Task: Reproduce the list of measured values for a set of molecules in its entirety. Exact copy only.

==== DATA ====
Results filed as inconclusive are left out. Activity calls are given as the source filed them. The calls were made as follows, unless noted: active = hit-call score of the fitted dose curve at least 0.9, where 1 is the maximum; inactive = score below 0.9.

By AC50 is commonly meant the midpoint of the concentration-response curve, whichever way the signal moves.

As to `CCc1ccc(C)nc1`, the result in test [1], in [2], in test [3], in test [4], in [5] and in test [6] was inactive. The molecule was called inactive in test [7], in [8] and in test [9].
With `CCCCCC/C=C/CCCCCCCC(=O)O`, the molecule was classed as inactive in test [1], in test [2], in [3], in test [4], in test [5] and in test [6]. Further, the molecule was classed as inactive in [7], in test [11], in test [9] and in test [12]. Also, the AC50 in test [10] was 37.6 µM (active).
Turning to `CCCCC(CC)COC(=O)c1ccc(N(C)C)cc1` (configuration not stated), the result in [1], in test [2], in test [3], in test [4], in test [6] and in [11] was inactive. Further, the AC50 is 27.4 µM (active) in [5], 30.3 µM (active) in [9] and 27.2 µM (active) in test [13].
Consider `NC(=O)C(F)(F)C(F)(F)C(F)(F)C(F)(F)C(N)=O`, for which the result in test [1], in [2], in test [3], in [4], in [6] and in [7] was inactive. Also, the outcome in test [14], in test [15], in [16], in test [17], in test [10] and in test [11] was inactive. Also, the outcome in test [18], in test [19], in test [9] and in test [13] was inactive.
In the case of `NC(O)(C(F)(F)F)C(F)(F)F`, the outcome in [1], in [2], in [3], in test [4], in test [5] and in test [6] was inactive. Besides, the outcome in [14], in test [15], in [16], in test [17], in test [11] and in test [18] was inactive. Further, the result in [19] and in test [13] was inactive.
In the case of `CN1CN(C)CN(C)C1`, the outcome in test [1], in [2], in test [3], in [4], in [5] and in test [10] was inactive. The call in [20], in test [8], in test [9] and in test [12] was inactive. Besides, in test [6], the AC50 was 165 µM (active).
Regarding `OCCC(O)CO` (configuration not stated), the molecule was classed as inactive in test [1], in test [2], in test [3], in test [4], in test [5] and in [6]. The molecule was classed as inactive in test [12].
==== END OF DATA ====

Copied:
Results filed as inconclusive are left out. Activity calls are given as the source filed them. The calls were made as follows, unless noted: active = hit-call score of the fitted dose curve at least 0.9, where 1 is the maximum; inactive = score below 0.9.

By AC50 is commonly meant the midpoint of the concentration-response curve, whichever way the signal moves.

As to `CCc1ccc(C)nc1`, the result in test [1], in [2], in test [3], in test [4], in [5] and in test [6] was inactive. The molecule was called inactive in test [7], in [8] and in test [9].
With `CCCCCC/C=C/CCCCCCCC(=O)O`, the molecule was classed as inactive in test [1], in test [2], in [3], in test [4], in test [5] and in test [6]. Further, the molecule was classed as inactive in [7], in test [11], in test [9] and in test [12]. Also, the AC50 in test [10] was 37.6 µM (active).
Turning to `CCCCC(CC)COC(=O)c1ccc(N(C)C)cc1` (configuration not stated), the result in [1], in test [2], in test [3], in test [4], in test [6] and in [11] was inactive. Further, the AC50 is 27.4 µM (active) in [5], 30.3 µM (active) in [9] and 27.2 µM (active) in test [13].
Consider `NC(=O)C(F)(F)C(F)(F)C(F)(F)C(F)(F)C(N)=O`, for which the result in test [1], in [2], in test [3], in [4], in [6] and in [7] was inactive. Also, the outcome in test [14], in test [15], in [16], in test [17], in test [10] and in test [11] was inactive. Also, the outcome in test [18], in test [19], in test [9] and in test [13] was inactive.
In the case of `NC(O)(C(F)(F)F)C(F)(F)F`, the outcome in [1], in [2], in [3], in test [4], in test [5] and in test [6] was inactive. Besides, the outcome in [14], in test [15], in [16], in test [17], in test [11] and in test [18] was inactive. Further, the result in [19] and in test [13] was inactive.
In the case of `CN1CN(C)CN(C)C1`, the outcome in test [1], in [2], in test [3], in [4], in [5] and in test [10] was inactive. The call in [20], in test [8], in test [9] and in test [12] was inactive. Besides, in test [6], the AC50 was 165 µM (active).
Regarding `OCCC(O)CO` (configuration not stated), the molecule was classed as inactive in test [1], in test [2], in test [3], in test [4], in test [5] and in [6]. The molecule was classed as inactive in test [12].